And (n ≥ 1) = 48
(Nakute nanakuse; “None, seven quirks”)
Even someone who appears completely normal has their quirks, flaws, or questionable habits. Nobody is truly ordinary or above criticism. Everybody has their own faults.
This compact idiom depends on elision. It begins with the adjective 無い (nai), “not,” in conjunctive form, followed by the number-noun 七癖 (nana-kuse), “seven habits.” (The implication is that the “habits” would be considered odd or bad, although examples such as verbal tics also fall into this category.)
Grammatically, this phrase simply doesn’t work as it stands; it should be read not literally but as shorthand for something along the lines of “(Even if it appears that somebody has) none, (they actually have) seven (hidden) quirks.”
It’s said that the reason “seven” was chosen was simple alliteration: the nas in nana match up with the na in nai. Accordingly, while reading 七 as shichi is not strictly an error, it should probably be avoided.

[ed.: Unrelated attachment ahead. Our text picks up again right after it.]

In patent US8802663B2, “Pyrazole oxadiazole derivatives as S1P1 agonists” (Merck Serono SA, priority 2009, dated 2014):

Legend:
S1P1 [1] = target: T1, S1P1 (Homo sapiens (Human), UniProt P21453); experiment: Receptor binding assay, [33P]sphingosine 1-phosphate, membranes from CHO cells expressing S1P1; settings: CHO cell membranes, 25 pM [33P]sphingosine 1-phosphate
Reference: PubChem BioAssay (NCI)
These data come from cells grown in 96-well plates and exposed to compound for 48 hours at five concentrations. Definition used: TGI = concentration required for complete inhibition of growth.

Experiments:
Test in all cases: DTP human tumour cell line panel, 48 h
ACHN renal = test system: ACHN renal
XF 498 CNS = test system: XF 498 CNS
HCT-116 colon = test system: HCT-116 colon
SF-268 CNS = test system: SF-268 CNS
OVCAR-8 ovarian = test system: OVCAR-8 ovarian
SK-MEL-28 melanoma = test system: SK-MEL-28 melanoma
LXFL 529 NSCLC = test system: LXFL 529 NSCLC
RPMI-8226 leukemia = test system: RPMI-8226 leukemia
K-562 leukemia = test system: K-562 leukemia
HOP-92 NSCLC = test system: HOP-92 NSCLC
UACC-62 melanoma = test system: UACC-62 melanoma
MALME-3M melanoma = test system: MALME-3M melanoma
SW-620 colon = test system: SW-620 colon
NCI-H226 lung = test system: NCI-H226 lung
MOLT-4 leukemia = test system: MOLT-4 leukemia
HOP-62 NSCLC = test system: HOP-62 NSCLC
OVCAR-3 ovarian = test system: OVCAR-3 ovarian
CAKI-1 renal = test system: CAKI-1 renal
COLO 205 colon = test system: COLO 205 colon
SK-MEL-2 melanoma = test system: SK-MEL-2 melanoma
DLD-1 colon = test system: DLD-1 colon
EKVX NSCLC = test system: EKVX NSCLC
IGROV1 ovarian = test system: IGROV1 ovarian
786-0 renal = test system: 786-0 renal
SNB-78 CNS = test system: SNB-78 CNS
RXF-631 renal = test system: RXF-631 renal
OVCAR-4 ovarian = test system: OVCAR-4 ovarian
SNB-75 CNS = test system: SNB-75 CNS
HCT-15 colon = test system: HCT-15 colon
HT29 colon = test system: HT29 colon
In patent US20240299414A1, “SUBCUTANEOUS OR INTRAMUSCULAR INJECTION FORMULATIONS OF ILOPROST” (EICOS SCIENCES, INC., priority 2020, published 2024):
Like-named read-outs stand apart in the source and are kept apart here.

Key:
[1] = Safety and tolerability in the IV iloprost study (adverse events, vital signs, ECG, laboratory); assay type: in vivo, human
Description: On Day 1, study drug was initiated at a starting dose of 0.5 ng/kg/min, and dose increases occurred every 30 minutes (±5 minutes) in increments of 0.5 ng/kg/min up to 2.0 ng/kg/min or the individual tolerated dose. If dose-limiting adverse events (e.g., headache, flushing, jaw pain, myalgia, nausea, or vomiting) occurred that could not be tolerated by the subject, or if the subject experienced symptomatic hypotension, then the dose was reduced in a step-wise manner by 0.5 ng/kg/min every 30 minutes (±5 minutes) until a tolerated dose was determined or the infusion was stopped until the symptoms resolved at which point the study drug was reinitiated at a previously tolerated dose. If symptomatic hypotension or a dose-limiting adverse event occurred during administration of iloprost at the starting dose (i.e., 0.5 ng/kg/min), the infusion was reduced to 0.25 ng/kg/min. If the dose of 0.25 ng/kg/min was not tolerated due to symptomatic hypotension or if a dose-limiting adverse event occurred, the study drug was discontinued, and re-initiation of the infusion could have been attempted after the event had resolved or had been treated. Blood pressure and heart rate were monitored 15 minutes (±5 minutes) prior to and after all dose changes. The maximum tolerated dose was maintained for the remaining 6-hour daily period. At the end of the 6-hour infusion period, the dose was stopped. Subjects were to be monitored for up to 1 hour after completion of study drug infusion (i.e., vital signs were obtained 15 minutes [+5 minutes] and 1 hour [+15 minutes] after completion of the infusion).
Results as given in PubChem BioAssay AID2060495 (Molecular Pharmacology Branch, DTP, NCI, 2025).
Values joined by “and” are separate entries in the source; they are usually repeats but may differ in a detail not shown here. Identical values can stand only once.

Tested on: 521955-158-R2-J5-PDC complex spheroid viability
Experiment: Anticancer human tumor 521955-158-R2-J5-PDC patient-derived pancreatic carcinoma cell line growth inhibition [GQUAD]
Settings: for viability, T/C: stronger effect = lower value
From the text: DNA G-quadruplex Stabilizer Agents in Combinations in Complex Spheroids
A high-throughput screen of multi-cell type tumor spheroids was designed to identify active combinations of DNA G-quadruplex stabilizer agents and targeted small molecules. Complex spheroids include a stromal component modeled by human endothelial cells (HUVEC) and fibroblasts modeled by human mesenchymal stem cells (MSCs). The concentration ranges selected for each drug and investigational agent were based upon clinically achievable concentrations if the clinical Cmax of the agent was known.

Some versions of this expressions follow with あって四十八癖 (atte shijuuhakkuse), e.g. “Someone who has visible quirks then will have forty-eight of them.” – This number chosen due to 48 traditionally indicating a comprehensive set, as in the 48 basic techniques of sumo.
(“Nakute nanakuse de, mattaku motte ippanjin da to omotta ani de mo, kushami no ato, ‘Guaa’ to ka hen na koe wo dasu kuse ga aru no ni saikin ki ga tsuita nda.”)
[“It’s said that everybody has their quirks – recently I noticed that even my older brother, who I’d thought was perfectly ordinary, has this habit of making weird noises like ‘Guh’ after sneezing.”]